Dr. Jill Tracy studies the psychological impact that can occur to an athlete from a sports related injury. Dr. Tracy states that when athletes experience injuries, all of their focus is directed to the physical side of the injury. When this occurs, many athletes ignore the psychological side of the injury, such as thoughts, feelings, and behaviors that are linked to the injury. Researchers discovered that athletes have a greater mood disturbance during the injury rehabilitation stage than the after injury recovery stage. The reason for this is due to the initial injury phase, where athletes are experience a vast array of emotions such as fear, anger, and confusion. Researchers also focused on the importance of the athlete accepting the injury as a reality so they can devote their time and energy to the recovery phase. In a study conducted by Bianco, Malo, and Orlick (1999), professional skiers who suffered severe injuries were interviewed. The skiers stressed the importance of positive thinking and believing that they would progress through the recovery stage to eventually return to the sport they loved.
In the study conducted by Dr. Jill Tracy, college level athletes who were recovering from moderate to severe injuries were examined. They were examined for three phases of the injury recovery stage: the beginning of the injury, one week post-injury, and three weeks post-injury. The main question that Tracy wanted answered was: what was the emotional response from the athlete during the injury phase and during each rehabilitation phase? The interview responses were quite profound. Many athletes described their emotions as being scared, shocked, frustrated, and depressed. They also reported a lowered self-esteem and a sense of feeling sorry for themselves. The athletes were aware of the inherent risks and the fact that injuries could occur at anytime. However, some athletes could not believe that an injury could happen to them, they had always felt a sense of invulnerability.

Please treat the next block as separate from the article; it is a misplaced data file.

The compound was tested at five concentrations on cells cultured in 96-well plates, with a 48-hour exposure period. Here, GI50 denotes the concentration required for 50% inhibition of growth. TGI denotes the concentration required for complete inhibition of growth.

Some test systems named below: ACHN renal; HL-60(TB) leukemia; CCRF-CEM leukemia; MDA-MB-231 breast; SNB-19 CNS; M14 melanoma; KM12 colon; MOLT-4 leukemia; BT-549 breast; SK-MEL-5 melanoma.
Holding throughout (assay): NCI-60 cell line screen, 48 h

During the second interview, athletes stated how athletic trainers could affect their mood. If the athletic trainer says that the injury is improving, the athlete sees that as a sense of hope. Tracy also noticed during the second interview that athletes were devoting a lot of their spare time to academic work. She stated that, “participants had made a conscious decision to take their feelings of frustration and anger and express an increased positive attitude” (Tracy, 2003). The athletes who were in shock during the first interview reported that their shock had subsided and had turned into fear. Athletes did not fear the risk of reinjury, but they did however have the fear of missing practice and trying to play catch up because of the lost time. Athletes also struggled to decide whether to attend practices when they were injured. Even though there was frustration for the athletes who attended practices, they were met with social contact from teammates and that was reported as being helpful.
During interview three, athletes’ emotions were much improved by three weeks post-injury, and those with much more severe injuries were still feeling frustrated but maintained a positive outlook on rehabilitation and motivation. Athletes who were away from their teammates for three weeks felt lonely being away from the team. The athletes, at the end of their injury recovery, felt like they had learned a lot from the experience of being injured and felt like they had an enormous amount of inner strength that carried them through the injury rehabilitation phase.
Dr. Tracy also noticed that thinking about the future encouraged the athletes. When athletes thought about the future and one day being healthy again while playing the sport they loved, the athletes’ motivation increased during rehabilitation. One lesson that the majority of the athletes learned throughout the whole process was not to take anything for granted. It is clear to why this lesson would strike the athlete the most. Injuries are unexpected and can happen at any time, and most people overlook that fact. It’s not like the athletes are purposely taking their talents for granted, but it can be human nature to not worry about the fact that an injury could occur at any second. From an athlete’s perspective, it is important not to constantly think about getting injured because that could inhibit performance. If an injury does occur, it is all about taking the right steps and precautions in order to return to the sport in a safe and speedy manner.